We rolled away from our apartment in Sapporo at 5:45am, with our sights set on the Kimobetsu Route on Mt. Yotei. Snow levels were looking grim for the end of December, but we’d seen posts from contacts on Facebook, suggesting there should be enough cover for an OK ski tour up the mountain. For better or worse, the forecast was also for blue skies over at Mt. Yotei.
After the 2 hour drive, we arrived at the Kimobetsu Route trailhead at 8:00. It was a Sunday at the beginning of a long string of year-end public holidays. Unsurprisingly, there was a huge line of cars parked up along the road. The previous few days had seen about 50cm of new snow fall, and the sidewalk had not been cleared. So we spent 10 minutes shoveling snow to make ourselves a spot to park.
8am was obviously a late time to arrive at the trailhead. Given the weather forecast, we figured most parties were probably headed for the crater rim. We were happy with setting our sights on around the 1300m mark, beyond which we weren’t expecting particularly good snow. We set off, and enjoyed the mellow skin along the dead-straight forestry approach road.
This led us out into a typhoon waste-land, with a huge number of trees downed. We weaved our way through, with great views up the mountain to where we’d eventually end up, far up on the slopes. Already, a few snowboarders were on their way down the mountain. We stepped aside to let them speed down the gauntlet between the debris. Further up, we could just make out a party of three skiers, making the most of an exciting looking gully.
We pushed on and soon arrived at the first dot on the route – the end of the forestry road. Here, the skin tracks forked. One headed up a spur on the right, another on the left. We started up the one on the left, since the trees looked a little more well spaced out. However, were not 100% certain that the spur would connect up with the spur on the right, which was the more certain given what we could see on the topomap. So we backtracked a little, and started up on the more certain right hand spur. For the end of December, the snow was indeed low. At times, we were snaking between twiggy bushes, trying to find the best line.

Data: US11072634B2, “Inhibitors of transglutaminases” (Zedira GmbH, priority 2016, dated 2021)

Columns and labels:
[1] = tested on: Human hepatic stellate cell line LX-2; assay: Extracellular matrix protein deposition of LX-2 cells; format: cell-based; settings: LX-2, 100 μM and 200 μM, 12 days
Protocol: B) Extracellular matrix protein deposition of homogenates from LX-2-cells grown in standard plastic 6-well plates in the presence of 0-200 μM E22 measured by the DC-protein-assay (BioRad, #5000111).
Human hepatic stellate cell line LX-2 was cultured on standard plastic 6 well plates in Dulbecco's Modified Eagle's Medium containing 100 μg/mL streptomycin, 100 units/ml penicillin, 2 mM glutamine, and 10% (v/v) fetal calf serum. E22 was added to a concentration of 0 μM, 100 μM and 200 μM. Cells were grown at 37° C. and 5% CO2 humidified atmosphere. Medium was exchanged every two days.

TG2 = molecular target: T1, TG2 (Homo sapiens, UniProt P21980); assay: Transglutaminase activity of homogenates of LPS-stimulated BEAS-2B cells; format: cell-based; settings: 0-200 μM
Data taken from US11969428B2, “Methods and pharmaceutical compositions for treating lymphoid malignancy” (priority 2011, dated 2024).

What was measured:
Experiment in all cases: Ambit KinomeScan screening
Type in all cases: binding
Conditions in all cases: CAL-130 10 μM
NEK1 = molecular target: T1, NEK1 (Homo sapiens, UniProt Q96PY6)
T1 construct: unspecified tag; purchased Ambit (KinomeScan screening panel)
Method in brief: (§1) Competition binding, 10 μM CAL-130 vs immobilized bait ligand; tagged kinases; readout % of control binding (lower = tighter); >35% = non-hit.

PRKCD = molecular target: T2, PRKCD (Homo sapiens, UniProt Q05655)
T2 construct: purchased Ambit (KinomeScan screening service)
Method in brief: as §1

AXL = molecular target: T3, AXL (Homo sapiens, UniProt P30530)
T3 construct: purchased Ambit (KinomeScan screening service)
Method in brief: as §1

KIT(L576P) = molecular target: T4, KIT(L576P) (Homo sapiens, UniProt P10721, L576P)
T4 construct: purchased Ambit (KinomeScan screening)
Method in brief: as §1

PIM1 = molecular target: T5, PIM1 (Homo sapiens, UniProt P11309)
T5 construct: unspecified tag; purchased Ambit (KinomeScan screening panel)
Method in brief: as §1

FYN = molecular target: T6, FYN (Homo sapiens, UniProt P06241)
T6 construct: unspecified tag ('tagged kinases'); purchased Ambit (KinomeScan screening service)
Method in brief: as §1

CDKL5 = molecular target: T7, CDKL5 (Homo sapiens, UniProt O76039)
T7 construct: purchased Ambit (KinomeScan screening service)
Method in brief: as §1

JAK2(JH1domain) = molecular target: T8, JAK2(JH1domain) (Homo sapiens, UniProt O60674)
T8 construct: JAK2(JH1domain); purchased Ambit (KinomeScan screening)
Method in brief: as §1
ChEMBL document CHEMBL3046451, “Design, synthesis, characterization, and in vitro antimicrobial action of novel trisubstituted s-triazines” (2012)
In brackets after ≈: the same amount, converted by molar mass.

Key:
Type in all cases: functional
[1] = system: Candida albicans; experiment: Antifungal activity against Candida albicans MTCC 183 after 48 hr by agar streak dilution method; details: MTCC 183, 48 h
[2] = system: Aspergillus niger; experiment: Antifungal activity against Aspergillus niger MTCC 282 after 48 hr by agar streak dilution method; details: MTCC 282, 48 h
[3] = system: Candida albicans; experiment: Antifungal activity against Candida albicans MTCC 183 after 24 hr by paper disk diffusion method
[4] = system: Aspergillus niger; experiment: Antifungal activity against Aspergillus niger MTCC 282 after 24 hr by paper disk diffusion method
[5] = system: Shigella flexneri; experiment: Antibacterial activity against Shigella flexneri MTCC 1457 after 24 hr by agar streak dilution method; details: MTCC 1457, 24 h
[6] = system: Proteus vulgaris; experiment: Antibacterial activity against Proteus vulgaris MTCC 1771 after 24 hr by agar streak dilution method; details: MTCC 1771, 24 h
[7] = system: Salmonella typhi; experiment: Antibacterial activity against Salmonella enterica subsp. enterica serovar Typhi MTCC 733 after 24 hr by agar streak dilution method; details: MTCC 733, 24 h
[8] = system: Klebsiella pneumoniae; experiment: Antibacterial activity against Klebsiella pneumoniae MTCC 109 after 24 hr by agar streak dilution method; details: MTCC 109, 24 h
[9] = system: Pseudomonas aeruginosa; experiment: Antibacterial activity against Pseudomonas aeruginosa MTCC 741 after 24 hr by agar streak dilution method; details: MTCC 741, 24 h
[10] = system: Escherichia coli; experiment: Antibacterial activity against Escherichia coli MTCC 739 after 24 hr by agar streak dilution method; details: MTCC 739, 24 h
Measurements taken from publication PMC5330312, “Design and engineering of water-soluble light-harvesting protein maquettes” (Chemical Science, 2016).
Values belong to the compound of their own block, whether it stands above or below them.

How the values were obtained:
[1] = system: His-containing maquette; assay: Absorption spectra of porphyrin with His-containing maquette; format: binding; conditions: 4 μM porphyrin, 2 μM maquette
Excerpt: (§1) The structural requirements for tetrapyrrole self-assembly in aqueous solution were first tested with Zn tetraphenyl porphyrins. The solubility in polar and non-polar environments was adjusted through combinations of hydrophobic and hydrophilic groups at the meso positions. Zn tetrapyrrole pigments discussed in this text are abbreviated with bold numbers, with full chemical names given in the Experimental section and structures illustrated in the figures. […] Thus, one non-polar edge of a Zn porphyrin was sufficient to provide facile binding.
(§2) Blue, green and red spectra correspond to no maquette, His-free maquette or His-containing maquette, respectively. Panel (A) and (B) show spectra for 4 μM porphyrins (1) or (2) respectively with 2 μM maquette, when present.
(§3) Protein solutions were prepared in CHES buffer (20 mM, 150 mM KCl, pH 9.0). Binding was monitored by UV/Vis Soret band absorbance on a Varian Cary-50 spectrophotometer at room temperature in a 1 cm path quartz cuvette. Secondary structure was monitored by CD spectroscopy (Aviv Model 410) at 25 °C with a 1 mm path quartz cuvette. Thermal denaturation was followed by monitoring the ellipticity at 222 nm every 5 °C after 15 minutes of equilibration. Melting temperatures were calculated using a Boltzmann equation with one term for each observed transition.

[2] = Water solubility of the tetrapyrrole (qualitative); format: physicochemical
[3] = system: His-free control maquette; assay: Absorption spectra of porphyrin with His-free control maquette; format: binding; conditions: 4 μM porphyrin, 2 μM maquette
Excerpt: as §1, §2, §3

As we zigged and zagged up the narrow steep section of the route, things started to clear out a bit, with more of the green sasa bamboo grass buried, and fewer thickets of brush. Of course, the Japan-style skin tracks were as usual far too steep for our liking, so despite there being a multitude of skin track options, we spent most of the climb breaking our own trail at a more humane angle.
Soon enough, we were well within great skiing territory. We were skinning up a perfectly angled plane-like slope. Given that this was a Sunday before a public holiday, we were also sharing the slope with at least 20 other skiers and snowboarders whom we had caught up with. Literally every person and their dog seemed to be up the mountain today.
We stopped at around 1300m for a lunch break. Despite digging a hole to keep out of the wind, however, we were still getting cold pretty quickly. “Should we carry on climbing?” I asked Haidee. “I’m neither here nor there,” she replied.
The snow further up still looked pretty good however, so we decided to press on a little bit more after lunch. Regardless, there’d be some brush-dodging to be done. Had this been a normal year, we’d likely have been skiing on a base at least another meter deep.
We didn’t get much further up before we decided to call it a day. We were now at around 1400m, and any higher would have involved skinning on ever-hardening snow and rime. As we were setting up to drop down, another party of four skiers came screaming down one of the small gullies to the south of us. Afterwards it turned out it was none other than Yutaka Chiba, a talented skier I follow on Instagram. They’d put in the effort to get as high as possible, and were rewarded with some great skiing. We made a much more subdued descent.
We were slower going on the downhill than other parties above us, and were quickly overtaken by a whole army of snowboarders.
Our progress was slowed even more due to plenty of sasa bamboo grass still exposed further down the mountain. As we exited from the slopes onto the forestry road, Yotei-zan was basking in clear blue skies. A beautiful sight to behold, but for December heading into January, we’d rather it be covered in snow clouds…